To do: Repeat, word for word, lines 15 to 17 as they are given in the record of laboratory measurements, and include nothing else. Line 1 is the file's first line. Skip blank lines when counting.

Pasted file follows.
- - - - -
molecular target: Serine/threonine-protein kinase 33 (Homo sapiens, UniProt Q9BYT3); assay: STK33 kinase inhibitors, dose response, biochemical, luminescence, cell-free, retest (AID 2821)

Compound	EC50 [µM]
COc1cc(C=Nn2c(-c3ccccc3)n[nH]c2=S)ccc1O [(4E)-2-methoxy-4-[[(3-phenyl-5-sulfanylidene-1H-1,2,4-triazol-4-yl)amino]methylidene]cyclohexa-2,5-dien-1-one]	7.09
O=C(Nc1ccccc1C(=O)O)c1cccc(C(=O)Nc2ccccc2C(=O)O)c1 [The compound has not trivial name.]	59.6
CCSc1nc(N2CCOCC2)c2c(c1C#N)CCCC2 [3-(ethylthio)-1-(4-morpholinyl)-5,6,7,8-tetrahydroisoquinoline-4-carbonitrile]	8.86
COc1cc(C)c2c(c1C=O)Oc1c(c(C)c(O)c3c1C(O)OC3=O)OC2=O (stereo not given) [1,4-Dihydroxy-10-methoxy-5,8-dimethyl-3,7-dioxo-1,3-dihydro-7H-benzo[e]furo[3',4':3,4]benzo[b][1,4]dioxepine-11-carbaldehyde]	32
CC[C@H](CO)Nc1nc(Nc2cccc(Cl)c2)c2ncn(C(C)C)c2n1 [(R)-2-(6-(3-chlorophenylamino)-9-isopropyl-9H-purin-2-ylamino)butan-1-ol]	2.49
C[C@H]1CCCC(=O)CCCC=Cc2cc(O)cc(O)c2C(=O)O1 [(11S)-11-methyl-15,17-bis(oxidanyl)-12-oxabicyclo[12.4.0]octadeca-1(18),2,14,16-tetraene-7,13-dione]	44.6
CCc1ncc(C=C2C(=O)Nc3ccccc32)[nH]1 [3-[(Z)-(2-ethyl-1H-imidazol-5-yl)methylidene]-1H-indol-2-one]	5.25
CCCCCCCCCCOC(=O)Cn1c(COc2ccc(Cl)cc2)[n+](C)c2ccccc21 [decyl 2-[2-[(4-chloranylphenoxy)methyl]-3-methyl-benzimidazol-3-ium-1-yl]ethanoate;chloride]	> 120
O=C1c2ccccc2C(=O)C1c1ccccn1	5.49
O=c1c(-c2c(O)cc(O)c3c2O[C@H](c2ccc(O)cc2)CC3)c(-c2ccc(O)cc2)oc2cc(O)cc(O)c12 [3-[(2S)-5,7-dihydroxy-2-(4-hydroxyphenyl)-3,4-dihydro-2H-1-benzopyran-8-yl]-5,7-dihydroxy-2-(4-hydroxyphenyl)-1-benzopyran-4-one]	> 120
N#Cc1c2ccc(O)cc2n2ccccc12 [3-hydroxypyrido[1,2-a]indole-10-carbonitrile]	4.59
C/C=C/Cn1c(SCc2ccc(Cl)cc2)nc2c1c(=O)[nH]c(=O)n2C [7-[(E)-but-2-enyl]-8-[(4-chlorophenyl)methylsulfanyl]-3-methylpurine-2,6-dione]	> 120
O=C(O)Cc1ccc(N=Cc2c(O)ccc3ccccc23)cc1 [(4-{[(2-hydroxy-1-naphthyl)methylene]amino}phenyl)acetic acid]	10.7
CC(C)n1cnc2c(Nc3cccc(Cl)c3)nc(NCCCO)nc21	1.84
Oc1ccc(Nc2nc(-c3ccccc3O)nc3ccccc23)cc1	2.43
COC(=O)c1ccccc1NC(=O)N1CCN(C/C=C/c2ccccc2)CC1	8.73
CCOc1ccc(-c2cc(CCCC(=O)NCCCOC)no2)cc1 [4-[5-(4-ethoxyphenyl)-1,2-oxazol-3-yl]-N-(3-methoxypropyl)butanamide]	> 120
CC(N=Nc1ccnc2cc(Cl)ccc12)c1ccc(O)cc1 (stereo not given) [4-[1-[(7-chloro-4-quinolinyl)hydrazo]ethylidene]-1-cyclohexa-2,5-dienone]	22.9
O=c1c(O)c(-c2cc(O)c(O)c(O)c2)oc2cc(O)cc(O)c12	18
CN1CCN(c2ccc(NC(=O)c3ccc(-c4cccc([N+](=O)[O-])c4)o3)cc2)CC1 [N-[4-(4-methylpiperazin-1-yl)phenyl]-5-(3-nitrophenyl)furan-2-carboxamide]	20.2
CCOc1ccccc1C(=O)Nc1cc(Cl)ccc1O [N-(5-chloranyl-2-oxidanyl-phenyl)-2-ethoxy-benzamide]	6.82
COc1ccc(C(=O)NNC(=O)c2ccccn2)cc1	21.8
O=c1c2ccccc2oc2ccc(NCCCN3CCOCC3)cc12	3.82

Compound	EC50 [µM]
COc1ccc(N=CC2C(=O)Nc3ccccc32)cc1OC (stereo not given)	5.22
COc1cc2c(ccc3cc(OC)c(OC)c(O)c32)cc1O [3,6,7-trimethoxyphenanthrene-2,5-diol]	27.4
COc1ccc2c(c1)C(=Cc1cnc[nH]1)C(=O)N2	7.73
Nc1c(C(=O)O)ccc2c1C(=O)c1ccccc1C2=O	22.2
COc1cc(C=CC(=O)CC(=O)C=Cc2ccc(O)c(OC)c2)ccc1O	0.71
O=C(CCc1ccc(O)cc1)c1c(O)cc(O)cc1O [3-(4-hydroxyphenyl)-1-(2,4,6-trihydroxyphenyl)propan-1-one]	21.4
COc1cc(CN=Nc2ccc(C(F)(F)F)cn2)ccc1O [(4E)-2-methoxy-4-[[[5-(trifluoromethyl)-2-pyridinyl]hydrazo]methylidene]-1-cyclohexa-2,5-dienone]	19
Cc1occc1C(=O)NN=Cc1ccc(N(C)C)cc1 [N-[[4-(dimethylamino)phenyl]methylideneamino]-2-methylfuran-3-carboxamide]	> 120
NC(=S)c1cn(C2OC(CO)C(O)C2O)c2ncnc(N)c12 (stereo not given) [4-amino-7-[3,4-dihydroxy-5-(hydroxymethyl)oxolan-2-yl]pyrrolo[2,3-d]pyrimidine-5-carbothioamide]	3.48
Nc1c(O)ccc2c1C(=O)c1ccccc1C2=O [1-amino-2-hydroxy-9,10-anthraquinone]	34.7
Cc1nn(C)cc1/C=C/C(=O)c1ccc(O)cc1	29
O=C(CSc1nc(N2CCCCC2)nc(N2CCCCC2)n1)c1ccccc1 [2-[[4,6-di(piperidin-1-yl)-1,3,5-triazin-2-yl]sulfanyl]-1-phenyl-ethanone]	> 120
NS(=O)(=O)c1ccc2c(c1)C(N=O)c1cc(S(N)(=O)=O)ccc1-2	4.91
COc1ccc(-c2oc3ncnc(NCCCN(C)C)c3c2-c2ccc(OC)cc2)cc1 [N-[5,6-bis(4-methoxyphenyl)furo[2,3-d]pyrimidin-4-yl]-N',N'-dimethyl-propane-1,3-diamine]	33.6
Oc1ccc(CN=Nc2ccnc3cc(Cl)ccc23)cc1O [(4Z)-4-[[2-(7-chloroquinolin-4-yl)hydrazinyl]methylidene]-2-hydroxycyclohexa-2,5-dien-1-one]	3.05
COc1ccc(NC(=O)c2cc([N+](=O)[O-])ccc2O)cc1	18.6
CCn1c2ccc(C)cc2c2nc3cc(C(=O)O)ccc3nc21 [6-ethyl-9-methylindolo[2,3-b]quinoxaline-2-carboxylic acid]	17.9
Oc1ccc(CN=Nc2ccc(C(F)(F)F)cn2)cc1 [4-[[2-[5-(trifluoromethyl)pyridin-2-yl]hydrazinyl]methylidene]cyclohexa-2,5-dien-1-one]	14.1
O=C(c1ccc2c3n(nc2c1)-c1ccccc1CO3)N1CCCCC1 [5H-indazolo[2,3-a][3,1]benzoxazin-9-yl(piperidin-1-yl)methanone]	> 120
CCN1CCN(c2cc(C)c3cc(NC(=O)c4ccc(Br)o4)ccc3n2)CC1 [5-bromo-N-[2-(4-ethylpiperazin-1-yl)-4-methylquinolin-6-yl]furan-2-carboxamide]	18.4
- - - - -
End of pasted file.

O=C(O)Cc1ccc(N=Cc2c(O)ccc3ccccc23)cc1 [(4-{[(2-hydroxy-1-naphthyl)methylene]amino}phenyl)acetic acid]	10.7
CC(C)n1cnc2c(Nc3cccc(Cl)c3)nc(NCCCO)nc21	1.84
Oc1ccc(Nc2nc(-c3ccccc3O)nc3ccccc23)cc1	2.43